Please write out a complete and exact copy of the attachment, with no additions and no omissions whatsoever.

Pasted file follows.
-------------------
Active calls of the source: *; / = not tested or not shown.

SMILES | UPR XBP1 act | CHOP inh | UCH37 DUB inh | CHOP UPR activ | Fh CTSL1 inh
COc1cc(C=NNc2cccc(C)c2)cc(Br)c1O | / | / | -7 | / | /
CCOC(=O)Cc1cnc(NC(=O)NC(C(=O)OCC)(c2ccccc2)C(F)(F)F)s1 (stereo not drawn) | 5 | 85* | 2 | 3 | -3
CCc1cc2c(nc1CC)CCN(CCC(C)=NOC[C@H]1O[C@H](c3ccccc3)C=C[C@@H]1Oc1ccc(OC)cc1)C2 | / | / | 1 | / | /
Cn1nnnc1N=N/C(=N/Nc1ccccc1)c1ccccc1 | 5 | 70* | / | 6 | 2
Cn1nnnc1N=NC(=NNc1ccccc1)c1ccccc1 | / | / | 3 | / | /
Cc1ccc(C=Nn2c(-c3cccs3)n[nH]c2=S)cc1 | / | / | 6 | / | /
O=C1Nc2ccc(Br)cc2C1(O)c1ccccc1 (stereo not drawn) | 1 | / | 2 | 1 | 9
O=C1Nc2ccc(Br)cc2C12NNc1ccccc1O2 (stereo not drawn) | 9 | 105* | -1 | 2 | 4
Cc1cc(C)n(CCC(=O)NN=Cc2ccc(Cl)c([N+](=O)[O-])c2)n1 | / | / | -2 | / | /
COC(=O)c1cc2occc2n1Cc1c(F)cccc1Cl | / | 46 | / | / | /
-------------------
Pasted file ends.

Active calls of the source: *; / = not tested or not shown.

SMILES | UPR XBP1 act | CHOP inh | UCH37 DUB inh | CHOP UPR activ | Fh CTSL1 inh
COc1cc(C=NNc2cccc(C)c2)cc(Br)c1O | / | / | -7 | / | /
CCOC(=O)Cc1cnc(NC(=O)NC(C(=O)OCC)(c2ccccc2)C(F)(F)F)s1 (stereo not drawn) | 5 | 85* | 2 | 3 | -3
CCc1cc2c(nc1CC)CCN(CCC(C)=NOC[C@H]1O[C@H](c3ccccc3)C=C[C@@H]1Oc1ccc(OC)cc1)C2 | / | / | 1 | / | /
Cn1nnnc1N=N/C(=N/Nc1ccccc1)c1ccccc1 | 5 | 70* | / | 6 | 2
Cn1nnnc1N=NC(=NNc1ccccc1)c1ccccc1 | / | / | 3 | / | /
Cc1ccc(C=Nn2c(-c3cccs3)n[nH]c2=S)cc1 | / | / | 6 | / | /
O=C1Nc2ccc(Br)cc2C1(O)c1ccccc1 (stereo not drawn) | 1 | / | 2 | 1 | 9
O=C1Nc2ccc(Br)cc2C12NNc1ccccc1O2 (stereo not drawn) | 9 | 105* | -1 | 2 | 4
Cc1cc(C)n(CCC(=O)NN=Cc2ccc(Cl)c([N+](=O)[O-])c2)n1 | / | / | -2 | / | /
COC(=O)c1cc2occc2n1Cc1c(F)cccc1Cl | / | 46 | / | / | /